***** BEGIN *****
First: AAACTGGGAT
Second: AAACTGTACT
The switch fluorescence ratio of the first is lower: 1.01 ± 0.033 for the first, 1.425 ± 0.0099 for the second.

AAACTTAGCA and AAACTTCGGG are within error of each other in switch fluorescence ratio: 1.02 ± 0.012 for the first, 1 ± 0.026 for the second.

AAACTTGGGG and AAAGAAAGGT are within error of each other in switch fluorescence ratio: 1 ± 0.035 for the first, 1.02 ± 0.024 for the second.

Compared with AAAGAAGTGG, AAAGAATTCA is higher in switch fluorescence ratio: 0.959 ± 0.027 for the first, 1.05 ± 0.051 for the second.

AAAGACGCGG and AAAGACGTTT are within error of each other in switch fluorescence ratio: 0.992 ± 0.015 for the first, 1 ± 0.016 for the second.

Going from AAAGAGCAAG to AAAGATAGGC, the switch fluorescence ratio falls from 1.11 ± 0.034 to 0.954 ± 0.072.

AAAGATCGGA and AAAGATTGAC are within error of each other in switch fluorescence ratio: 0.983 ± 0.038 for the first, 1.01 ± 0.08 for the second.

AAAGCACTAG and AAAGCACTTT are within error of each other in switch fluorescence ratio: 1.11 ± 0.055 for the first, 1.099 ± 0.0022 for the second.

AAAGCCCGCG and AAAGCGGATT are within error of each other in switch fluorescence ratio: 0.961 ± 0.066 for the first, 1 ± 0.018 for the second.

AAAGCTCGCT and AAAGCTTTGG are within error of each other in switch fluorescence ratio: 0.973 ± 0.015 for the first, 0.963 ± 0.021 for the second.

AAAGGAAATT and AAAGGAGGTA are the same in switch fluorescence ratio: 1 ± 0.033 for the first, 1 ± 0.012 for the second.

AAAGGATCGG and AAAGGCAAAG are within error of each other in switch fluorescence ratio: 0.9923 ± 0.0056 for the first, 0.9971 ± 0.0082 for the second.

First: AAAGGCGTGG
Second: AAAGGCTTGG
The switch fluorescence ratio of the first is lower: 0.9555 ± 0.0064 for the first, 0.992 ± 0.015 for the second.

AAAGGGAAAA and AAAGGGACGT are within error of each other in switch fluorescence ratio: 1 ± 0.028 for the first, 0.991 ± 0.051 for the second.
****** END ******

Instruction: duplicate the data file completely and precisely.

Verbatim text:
First: AAACTGGGAT
Second: AAACTGTACT
The switch fluorescence ratio of the first is lower: 1.01 ± 0.033 for the first, 1.425 ± 0.0099 for the second.

AAACTTAGCA and AAACTTCGGG are within error of each other in switch fluorescence ratio: 1.02 ± 0.012 for the first, 1 ± 0.026 for the second.

AAACTTGGGG and AAAGAAAGGT are within error of each other in switch fluorescence ratio: 1 ± 0.035 for the first, 1.02 ± 0.024 for the second.

Compared with AAAGAAGTGG, AAAGAATTCA is higher in switch fluorescence ratio: 0.959 ± 0.027 for the first, 1.05 ± 0.051 for the second.

AAAGACGCGG and AAAGACGTTT are within error of each other in switch fluorescence ratio: 0.992 ± 0.015 for the first, 1 ± 0.016 for the second.

Going from AAAGAGCAAG to AAAGATAGGC, the switch fluorescence ratio falls from 1.11 ± 0.034 to 0.954 ± 0.072.

AAAGATCGGA and AAAGATTGAC are within error of each other in switch fluorescence ratio: 0.983 ± 0.038 for the first, 1.01 ± 0.08 for the second.

AAAGCACTAG and AAAGCACTTT are within error of each other in switch fluorescence ratio: 1.11 ± 0.055 for the first, 1.099 ± 0.0022 for the second.

AAAGCCCGCG and AAAGCGGATT are within error of each other in switch fluorescence ratio: 0.961 ± 0.066 for the first, 1 ± 0.018 for the second.

AAAGCTCGCT and AAAGCTTTGG are within error of each other in switch fluorescence ratio: 0.973 ± 0.015 for the first, 0.963 ± 0.021 for the second.

AAAGGAAATT and AAAGGAGGTA are the same in switch fluorescence ratio: 1 ± 0.033 for the first, 1 ± 0.012 for the second.

AAAGGATCGG and AAAGGCAAAG are within error of each other in switch fluorescence ratio: 0.9923 ± 0.0056 for the first, 0.9971 ± 0.0082 for the second.

First: AAAGGCGTGG
Second: AAAGGCTTGG
The switch fluorescence ratio of the first is lower: 0.9555 ± 0.0064 for the first, 0.992 ± 0.015 for the second.

AAAGGGAAAA and AAAGGGACGT are within error of each other in switch fluorescence ratio: 1 ± 0.028 for the first, 0.991 ± 0.051 for the second.